July 4, 1840, West Fallowfield, Pennsylvania.
July 9, 1907, Kinsman, Ohio.
New Kinsman Cemetery, Kinsman, Ohio.
James was the son of George McGranahan and Jane Blair, and husband of Addie Vickery.
This article by Gladys Doonan, To Reap for the Master, appeared in Challenge, December 28, 1986. Used by permission of Regular Baptist Press, Schaumburg, Illinois.
Even the festivities of the Christmas season that December of 1876 couldn’t drive them from his mind—those notes his friend Philip had written to him just a few days before the holiday. He read them over and over again and almost decided to yield to the urging of their message—almost, but not quite. His dreams of personal ambition were still too precious. How could he give them up?
James McGranahan was a talented and cultured American musician who lived from 1840 to 1907. He was gifted with a rare tenor voice and studied for years with eminent teachers who urged him to train for a career in opera. Of course, this advice opened up to his imagination dazzling prospects of fame and fortune. And he was assured time and time again it was all within his grasp.
James McGranahan was a Christian, and he had a Christian friend Philip P. Bliss who was concerned about him. His friend was also a capable musician who had gone through many of the same experiences in his younger days as a singer. However, he had been sensitive to the claims of the Lord on his life and had yielded his talents to God for full-time Christian service.
Though only two years older than McGranahan, Philip Bliss, at 38, had a good dozen years of Christian work behind him. He was then serving as a gospel soloist with the great evangelist Major D. W. Whittle. How he thrilled to the response of the great crowds who gathered for their campaigns and to the working of the Holy Spirit through his music! He longed for his friend James to know that thrill as well!
Philip Bliss and his wife were preparing for a trip home to Pennsylvania for Christmas. There was much to be done, but in the midst of all the bustle and hurry Bliss felt strangely compelled to take time out to write McGranahan a letter. He kept thinking of his 36-year-old friend, who was still studying music, still preparing for—what? Would it be opera or would it be the Lord’s work?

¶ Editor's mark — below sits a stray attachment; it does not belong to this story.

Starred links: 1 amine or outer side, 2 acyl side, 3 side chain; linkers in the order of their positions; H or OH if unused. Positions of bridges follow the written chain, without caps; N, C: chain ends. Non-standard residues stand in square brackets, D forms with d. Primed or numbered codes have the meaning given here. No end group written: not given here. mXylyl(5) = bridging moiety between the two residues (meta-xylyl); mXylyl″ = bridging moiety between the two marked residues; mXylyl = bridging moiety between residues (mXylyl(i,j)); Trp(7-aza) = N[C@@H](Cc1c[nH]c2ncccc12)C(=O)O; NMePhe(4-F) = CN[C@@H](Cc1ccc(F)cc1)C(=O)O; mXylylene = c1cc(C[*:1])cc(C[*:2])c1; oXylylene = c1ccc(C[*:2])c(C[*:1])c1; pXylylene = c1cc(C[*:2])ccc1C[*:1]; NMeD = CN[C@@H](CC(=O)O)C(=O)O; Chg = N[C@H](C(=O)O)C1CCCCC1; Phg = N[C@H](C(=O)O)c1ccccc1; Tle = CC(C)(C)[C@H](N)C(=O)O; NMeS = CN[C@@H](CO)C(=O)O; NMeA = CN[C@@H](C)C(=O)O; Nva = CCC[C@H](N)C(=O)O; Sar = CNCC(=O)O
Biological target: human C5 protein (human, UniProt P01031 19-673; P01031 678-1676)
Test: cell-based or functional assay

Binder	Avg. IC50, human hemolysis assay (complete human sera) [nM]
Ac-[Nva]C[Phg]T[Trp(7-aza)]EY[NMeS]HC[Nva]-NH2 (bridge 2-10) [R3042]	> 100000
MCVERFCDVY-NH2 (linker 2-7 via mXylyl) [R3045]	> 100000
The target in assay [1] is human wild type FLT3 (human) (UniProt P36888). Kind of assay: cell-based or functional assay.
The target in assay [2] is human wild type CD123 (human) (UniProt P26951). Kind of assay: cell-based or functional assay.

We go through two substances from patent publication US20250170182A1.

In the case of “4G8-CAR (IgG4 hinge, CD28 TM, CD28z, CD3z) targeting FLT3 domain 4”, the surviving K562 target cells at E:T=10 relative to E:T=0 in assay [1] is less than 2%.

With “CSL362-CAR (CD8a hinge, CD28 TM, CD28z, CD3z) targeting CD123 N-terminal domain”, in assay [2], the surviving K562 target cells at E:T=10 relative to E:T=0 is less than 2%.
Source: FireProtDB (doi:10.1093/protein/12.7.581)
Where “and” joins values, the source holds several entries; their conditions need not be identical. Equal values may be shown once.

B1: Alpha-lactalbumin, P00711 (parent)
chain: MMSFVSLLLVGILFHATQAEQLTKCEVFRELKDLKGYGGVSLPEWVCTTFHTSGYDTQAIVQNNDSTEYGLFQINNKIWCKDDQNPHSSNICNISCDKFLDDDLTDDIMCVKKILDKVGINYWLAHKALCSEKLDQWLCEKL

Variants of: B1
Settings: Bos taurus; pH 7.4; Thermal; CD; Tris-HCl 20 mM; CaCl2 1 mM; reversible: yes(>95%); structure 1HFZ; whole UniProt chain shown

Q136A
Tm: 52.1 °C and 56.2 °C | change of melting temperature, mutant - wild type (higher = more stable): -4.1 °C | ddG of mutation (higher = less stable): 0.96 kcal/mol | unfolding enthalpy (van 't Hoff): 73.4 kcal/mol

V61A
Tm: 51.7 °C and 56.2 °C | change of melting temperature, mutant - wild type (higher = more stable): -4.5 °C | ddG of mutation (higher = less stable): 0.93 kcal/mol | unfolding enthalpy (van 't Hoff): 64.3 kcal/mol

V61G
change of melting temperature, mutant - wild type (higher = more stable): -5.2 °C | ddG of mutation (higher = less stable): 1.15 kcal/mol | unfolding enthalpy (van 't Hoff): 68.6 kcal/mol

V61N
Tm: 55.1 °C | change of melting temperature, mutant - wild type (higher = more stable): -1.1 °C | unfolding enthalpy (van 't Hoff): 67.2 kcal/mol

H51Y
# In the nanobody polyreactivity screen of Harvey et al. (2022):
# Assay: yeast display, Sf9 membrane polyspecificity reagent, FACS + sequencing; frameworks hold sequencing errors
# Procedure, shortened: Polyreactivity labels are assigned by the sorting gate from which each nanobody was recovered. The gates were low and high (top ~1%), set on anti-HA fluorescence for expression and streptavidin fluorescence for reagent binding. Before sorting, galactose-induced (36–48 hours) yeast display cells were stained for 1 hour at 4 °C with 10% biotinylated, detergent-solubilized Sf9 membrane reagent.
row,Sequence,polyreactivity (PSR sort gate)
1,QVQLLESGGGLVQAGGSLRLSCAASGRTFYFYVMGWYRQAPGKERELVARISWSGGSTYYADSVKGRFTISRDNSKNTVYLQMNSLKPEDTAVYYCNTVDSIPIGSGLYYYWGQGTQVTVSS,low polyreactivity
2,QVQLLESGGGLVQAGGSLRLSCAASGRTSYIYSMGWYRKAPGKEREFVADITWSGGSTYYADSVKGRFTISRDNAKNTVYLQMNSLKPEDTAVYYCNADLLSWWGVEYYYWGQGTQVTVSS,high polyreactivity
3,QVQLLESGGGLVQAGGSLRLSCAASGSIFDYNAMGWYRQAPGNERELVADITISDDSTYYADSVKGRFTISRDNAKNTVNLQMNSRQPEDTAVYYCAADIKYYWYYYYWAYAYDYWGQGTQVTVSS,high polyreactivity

Philip Bliss prayed as he wrote that he would know the right words to put down. He knew the Lord was dealing with James and was eager for his friend to make the right decision.
Finally the letter was done. Bliss, needing encouragement and approval for what he had said, read it to Major Whittle. In the letter he compared McGranahan’s long course of musical training to a man whetting his scythe for the harvest. The climax came as he strongly urged,Stop whetting the scythe and strike into the grain to reap for the Master!
The letter was sent on its way and quickly reached its destination. Those words touched James McGranahan as no others had before. He could think of nothing else.Strike into the grain to reap for the Master…to reap for the Master…to reap for the Master!Day and night those words were before him.
One week later, December 19 [actually, December 29], 1876, the man who had penned the words was dead. The train returning the Blisses from Pennsylvania to Chicago where Philip was scheduled to sing at Moody Tabernacle broke through a railroad bridge at Ashtabula, Ohio. It plunged into a 60-foot chasm and caught fire. Among the 100 who perished in the disaster were the 38-year-old gospel singer and his wife.
When James McGranahan received news of the tragedy he rushed immediately to the scene of the accident. And it was there, for the first time, that he met Major Whittle.
The evangelist later recorded his thoughts on the occasion:Here before me stands the man that Mr. Bliss has chosen to be his successor.
The two men made the return trip to Chicago together, and as they rode they talked. Before they reached the city James McGranahan decided to yield his life, his talents, his all to the service of his Savior. He wouldstrike into the grain to reap for the Master.
The operatic world lost a star that day, but the Christian world gained one of its sweetest gospel singers. James McGranahan was greatly used in evangelistic campaigns throughout America, in Great Britain and in Ireland.
McGranahan’s works include: